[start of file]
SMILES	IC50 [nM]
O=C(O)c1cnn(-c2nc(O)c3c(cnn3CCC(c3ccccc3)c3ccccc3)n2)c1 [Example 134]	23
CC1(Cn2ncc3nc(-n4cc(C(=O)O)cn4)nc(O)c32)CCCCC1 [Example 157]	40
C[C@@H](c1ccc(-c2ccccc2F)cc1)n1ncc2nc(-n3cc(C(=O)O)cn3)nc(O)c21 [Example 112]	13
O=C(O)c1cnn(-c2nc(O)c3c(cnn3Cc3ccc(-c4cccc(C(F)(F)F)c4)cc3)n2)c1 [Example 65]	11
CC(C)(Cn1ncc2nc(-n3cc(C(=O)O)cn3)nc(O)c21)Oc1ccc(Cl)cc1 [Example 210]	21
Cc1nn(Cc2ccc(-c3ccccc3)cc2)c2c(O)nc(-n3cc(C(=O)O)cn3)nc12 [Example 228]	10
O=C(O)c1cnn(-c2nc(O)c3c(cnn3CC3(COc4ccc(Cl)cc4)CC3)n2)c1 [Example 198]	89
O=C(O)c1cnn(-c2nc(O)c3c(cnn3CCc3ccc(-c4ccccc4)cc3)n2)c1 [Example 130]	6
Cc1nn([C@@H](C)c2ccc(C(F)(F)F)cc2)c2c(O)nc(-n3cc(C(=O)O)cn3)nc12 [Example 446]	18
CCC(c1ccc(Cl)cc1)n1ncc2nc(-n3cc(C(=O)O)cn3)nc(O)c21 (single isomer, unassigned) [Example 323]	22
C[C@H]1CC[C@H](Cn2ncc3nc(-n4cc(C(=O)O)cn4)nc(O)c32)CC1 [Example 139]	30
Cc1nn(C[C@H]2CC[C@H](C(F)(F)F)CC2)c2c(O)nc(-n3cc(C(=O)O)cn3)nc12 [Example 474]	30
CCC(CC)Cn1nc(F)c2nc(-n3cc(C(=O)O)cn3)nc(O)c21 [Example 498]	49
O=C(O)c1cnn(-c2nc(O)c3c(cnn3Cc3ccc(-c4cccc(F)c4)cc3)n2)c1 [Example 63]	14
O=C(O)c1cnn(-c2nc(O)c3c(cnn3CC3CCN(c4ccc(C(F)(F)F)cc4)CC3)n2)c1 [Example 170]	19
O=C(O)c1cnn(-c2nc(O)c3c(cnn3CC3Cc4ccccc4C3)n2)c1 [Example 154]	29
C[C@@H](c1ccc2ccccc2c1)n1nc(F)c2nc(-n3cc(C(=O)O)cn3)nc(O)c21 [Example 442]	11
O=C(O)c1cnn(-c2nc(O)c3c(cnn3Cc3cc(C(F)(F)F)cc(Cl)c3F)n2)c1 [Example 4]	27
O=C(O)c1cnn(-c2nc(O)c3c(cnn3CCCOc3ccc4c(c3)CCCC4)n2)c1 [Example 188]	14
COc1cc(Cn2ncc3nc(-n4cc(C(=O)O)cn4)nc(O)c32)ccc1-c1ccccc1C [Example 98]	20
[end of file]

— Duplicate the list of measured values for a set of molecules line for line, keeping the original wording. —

SMILES	IC50 [nM]
O=C(O)c1cnn(-c2nc(O)c3c(cnn3CCC(c3ccccc3)c3ccccc3)n2)c1 [Example 134]	23
CC1(Cn2ncc3nc(-n4cc(C(=O)O)cn4)nc(O)c32)CCCCC1 [Example 157]	40
C[C@@H](c1ccc(-c2ccccc2F)cc1)n1ncc2nc(-n3cc(C(=O)O)cn3)nc(O)c21 [Example 112]	13
O=C(O)c1cnn(-c2nc(O)c3c(cnn3Cc3ccc(-c4cccc(C(F)(F)F)c4)cc3)n2)c1 [Example 65]	11
CC(C)(Cn1ncc2nc(-n3cc(C(=O)O)cn3)nc(O)c21)Oc1ccc(Cl)cc1 [Example 210]	21
Cc1nn(Cc2ccc(-c3ccccc3)cc2)c2c(O)nc(-n3cc(C(=O)O)cn3)nc12 [Example 228]	10
O=C(O)c1cnn(-c2nc(O)c3c(cnn3CC3(COc4ccc(Cl)cc4)CC3)n2)c1 [Example 198]	89
O=C(O)c1cnn(-c2nc(O)c3c(cnn3CCc3ccc(-c4ccccc4)cc3)n2)c1 [Example 130]	6
Cc1nn([C@@H](C)c2ccc(C(F)(F)F)cc2)c2c(O)nc(-n3cc(C(=O)O)cn3)nc12 [Example 446]	18
CCC(c1ccc(Cl)cc1)n1ncc2nc(-n3cc(C(=O)O)cn3)nc(O)c21 (single isomer, unassigned) [Example 323]	22
C[C@H]1CC[C@H](Cn2ncc3nc(-n4cc(C(=O)O)cn4)nc(O)c32)CC1 [Example 139]	30
Cc1nn(C[C@H]2CC[C@H](C(F)(F)F)CC2)c2c(O)nc(-n3cc(C(=O)O)cn3)nc12 [Example 474]	30
CCC(CC)Cn1nc(F)c2nc(-n3cc(C(=O)O)cn3)nc(O)c21 [Example 498]	49
O=C(O)c1cnn(-c2nc(O)c3c(cnn3Cc3ccc(-c4cccc(F)c4)cc3)n2)c1 [Example 63]	14
O=C(O)c1cnn(-c2nc(O)c3c(cnn3CC3CCN(c4ccc(C(F)(F)F)cc4)CC3)n2)c1 [Example 170]	19
O=C(O)c1cnn(-c2nc(O)c3c(cnn3CC3Cc4ccccc4C3)n2)c1 [Example 154]	29
C[C@@H](c1ccc2ccccc2c1)n1nc(F)c2nc(-n3cc(C(=O)O)cn3)nc(O)c21 [Example 442]	11
O=C(O)c1cnn(-c2nc(O)c3c(cnn3Cc3cc(C(F)(F)F)cc(Cl)c3F)n2)c1 [Example 4]	27
O=C(O)c1cnn(-c2nc(O)c3c(cnn3CCCOc3ccc4c(c3)CCCC4)n2)c1 [Example 188]	14
COc1cc(Cn2ncc3nc(-n4cc(C(=O)O)cn4)nc(O)c32)ccc1-c1ccccc1C [Example 98]	20